McCann was fine after taking a Betances fastball to the head (he’d even come back to homer that struck a Yankee fan in the face in his next at-bat), but that is the exact scenario that will either end a player’s career or kill him until the league insists that throwing at players is unacceptable in any circumstance. Betances probably didn’t mean to hit McCann in the head, but he could have been throwing a brushback pitch that tailed on him. McCann was caught by cameras screaming “he hit me in the f------ head!” and pleading for Betances’s ejection. It was hard to blame him. As it stands, the umpires have the discretion to eject players—even if they haven’t issued warnings—if they feel a player has been thrown at. The problem with enforcing that rule is that the pitcher can always say the ball slipped, and draconian ejections by umpires are never viewed favorably by the teams or fans.
Until Major League Baseball actually addresses this trend, players will continue to get hurt, either from the ball hitting them or from the fight that comes afterward. Those who argue most vociferously for the players to police themselves often aren’t the ones taking fastballs to the ribs. It’s an outmoded brand of machismo that works so rarely, yet inspires a slavish devotion. Maybe it’s the will to carry on tradition, maybe it’s a fear of the “softening of America.” These justifications are usually moronic, and all purveyors of this philosophy should be hit by a Major League pitcher to test their resolve.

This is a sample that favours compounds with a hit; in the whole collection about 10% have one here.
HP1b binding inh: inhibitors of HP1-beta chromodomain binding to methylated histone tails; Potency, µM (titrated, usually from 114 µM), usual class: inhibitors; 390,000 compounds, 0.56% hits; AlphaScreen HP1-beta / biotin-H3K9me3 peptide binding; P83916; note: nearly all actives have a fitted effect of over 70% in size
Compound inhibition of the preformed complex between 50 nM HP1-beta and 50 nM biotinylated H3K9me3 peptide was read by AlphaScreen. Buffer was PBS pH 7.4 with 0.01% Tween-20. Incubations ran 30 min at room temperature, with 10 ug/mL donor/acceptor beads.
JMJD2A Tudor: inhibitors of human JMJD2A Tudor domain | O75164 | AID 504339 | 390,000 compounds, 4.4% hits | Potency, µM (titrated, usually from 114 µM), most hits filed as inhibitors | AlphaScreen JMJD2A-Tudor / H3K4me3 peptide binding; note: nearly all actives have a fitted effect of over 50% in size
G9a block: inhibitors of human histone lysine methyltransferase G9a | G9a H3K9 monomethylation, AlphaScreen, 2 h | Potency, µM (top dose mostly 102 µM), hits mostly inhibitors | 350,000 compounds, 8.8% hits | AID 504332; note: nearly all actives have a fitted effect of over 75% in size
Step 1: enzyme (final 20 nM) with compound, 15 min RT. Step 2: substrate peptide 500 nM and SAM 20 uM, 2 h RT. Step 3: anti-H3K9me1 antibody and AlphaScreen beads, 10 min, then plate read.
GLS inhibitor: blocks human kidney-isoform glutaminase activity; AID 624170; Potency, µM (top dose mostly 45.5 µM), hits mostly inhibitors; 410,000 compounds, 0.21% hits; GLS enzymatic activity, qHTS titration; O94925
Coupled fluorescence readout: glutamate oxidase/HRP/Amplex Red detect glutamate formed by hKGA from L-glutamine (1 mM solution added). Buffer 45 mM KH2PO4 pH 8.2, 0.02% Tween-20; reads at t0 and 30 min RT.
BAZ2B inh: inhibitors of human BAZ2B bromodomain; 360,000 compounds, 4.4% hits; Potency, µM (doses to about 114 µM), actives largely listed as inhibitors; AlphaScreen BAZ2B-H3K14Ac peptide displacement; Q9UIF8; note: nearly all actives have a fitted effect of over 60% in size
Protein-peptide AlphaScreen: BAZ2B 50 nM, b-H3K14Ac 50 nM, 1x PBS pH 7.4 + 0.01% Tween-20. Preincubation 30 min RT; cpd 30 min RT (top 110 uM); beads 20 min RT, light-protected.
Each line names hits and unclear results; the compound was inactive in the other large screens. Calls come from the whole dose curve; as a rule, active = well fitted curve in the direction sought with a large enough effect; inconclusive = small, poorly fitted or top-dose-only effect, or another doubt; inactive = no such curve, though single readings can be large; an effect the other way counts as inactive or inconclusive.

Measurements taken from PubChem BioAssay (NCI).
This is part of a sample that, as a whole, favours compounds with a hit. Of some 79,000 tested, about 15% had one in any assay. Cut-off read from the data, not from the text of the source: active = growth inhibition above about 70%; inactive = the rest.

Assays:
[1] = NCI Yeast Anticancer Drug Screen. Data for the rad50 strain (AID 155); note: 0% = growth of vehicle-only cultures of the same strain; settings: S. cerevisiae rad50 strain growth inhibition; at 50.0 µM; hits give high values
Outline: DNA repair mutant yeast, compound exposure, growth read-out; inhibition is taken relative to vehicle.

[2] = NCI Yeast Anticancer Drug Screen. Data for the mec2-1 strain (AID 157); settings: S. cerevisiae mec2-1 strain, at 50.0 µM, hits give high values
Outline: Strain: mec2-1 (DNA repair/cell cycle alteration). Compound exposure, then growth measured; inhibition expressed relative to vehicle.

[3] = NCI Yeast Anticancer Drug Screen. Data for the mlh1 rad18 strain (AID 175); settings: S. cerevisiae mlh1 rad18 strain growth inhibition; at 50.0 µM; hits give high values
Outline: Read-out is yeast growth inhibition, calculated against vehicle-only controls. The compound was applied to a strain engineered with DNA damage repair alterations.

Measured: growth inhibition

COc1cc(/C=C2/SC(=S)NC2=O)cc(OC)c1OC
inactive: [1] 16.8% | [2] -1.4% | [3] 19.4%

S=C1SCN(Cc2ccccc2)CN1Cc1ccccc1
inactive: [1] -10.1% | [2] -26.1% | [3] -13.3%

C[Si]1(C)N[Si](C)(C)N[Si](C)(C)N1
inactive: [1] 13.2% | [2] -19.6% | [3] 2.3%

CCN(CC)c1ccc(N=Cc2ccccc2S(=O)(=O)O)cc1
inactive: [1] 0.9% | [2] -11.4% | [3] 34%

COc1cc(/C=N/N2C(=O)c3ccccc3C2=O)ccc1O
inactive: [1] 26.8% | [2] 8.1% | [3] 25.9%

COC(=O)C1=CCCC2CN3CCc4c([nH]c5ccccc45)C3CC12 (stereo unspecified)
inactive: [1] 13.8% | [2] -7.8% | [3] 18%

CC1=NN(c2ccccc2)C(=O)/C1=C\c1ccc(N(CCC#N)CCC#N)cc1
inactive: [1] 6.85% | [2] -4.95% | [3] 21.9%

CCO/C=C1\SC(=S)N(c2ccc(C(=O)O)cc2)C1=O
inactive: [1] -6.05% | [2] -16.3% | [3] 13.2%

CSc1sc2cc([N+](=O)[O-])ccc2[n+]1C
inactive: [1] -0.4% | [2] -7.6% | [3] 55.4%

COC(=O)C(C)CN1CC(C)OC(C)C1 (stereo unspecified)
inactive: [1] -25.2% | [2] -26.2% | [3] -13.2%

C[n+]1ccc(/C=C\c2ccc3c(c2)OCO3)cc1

The solution, or one of them, is a severe mandatory penalty for any intentional hit batsmen. If you want to start a beanball, fine, but be prepared to sit at least 15 games if you’re complicit. There is no way to eradicate hit batsmen from baseball or the temptation of revenge, but there are incentives to discourage it.
There will be negative externalities to that choice: teams who lose a best player to a hit-by-pitch will feel powerless, and the first team to throw at a player will have an upper hand. In Game 1 of the 2013 NLCS, the Cardinals’ Joe Kelly broke Hanley Ramirez’s rib with a 95-MPH fastball in the first inning, and then closer Carlos Martinez hit Ramirez in the hand in the ninth inning with an even harder pitch. After hitting .500 with six extra-base hits in the NLDS, Ramirez hit .133 in the NLCS because of his broken rib and the Dodgers lost the series. The Dodgers likely felt the only way to balance the situation was to drill the Cardinals’ best player. There are scenarios that call for another player getting hit, but they’re seldom justified.
The risk of throwing at players and the ensuing fallout outnumber those when the players properly police themselves. It only takes one player to exacerbate tensions, and then everybody is at risk again. It’s time that baseball considered international hockey’s approach to fighting: Fight if you want to fight, but you’re getting a game misconduct, a fine and suspension if you do.
Perhaps commissioner Rob Manfred will be embarrassed that the fight will dominate the day’s headlines and consider trying to correct the game’s most pointless and potent danger to its players. Maybe he’ll read old Gandhi quotes and realize “an eye for an eye is making the whole world blind.” Or maybe he’ll capitulate to traditionalists again and hand out lukewarm suspensions for the pathetic spectacle that took place in Detroit.
Ideally, he’d think about how he’d survive in a fight to the death against professional athletes; I bet he’d try to avoid those pitchers.